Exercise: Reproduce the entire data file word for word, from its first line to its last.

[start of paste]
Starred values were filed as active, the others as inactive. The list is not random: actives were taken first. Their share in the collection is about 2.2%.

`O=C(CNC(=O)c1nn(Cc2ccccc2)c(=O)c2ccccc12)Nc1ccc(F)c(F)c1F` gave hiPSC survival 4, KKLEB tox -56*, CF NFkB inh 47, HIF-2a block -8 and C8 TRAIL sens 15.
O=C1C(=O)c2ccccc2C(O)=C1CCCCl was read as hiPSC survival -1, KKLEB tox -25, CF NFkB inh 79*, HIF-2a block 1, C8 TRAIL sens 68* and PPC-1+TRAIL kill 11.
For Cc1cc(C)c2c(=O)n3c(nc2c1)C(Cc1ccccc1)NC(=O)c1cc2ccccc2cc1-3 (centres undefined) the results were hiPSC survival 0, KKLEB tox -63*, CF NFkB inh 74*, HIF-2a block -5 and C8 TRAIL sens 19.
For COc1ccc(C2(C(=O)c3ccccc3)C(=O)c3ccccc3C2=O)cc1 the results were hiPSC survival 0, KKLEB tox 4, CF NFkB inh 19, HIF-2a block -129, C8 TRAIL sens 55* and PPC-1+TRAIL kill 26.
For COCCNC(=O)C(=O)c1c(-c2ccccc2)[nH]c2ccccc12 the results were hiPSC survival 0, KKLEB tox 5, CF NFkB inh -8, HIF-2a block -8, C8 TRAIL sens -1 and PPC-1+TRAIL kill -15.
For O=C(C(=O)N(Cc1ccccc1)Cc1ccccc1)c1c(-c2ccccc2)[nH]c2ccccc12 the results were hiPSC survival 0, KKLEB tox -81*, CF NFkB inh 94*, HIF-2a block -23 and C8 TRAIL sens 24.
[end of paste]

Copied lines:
Starred values were filed as active, the others as inactive. The list is not random: actives were taken first. Their share in the collection is about 2.2%.

`O=C(CNC(=O)c1nn(Cc2ccccc2)c(=O)c2ccccc12)Nc1ccc(F)c(F)c1F` gave hiPSC survival 4, KKLEB tox -56*, CF NFkB inh 47, HIF-2a block -8 and C8 TRAIL sens 15.
O=C1C(=O)c2ccccc2C(O)=C1CCCCl was read as hiPSC survival -1, KKLEB tox -25, CF NFkB inh 79*, HIF-2a block 1, C8 TRAIL sens 68* and PPC-1+TRAIL kill 11.
For Cc1cc(C)c2c(=O)n3c(nc2c1)C(Cc1ccccc1)NC(=O)c1cc2ccccc2cc1-3 (centres undefined) the results were hiPSC survival 0, KKLEB tox -63*, CF NFkB inh 74*, HIF-2a block -5 and C8 TRAIL sens 19.
For COc1ccc(C2(C(=O)c3ccccc3)C(=O)c3ccccc3C2=O)cc1 the results were hiPSC survival 0, KKLEB tox 4, CF NFkB inh 19, HIF-2a block -129, C8 TRAIL sens 55* and PPC-1+TRAIL kill 26.
For COCCNC(=O)C(=O)c1c(-c2ccccc2)[nH]c2ccccc12 the results were hiPSC survival 0, KKLEB tox 5, CF NFkB inh -8, HIF-2a block -8, C8 TRAIL sens -1 and PPC-1+TRAIL kill -15.
For O=C(C(=O)N(Cc1ccccc1)Cc1ccccc1)c1c(-c2ccccc2)[nH]c2ccccc12 the results were hiPSC survival 0, KKLEB tox -81*, CF NFkB inh 94*, HIF-2a block -23 and C8 TRAIL sens 24.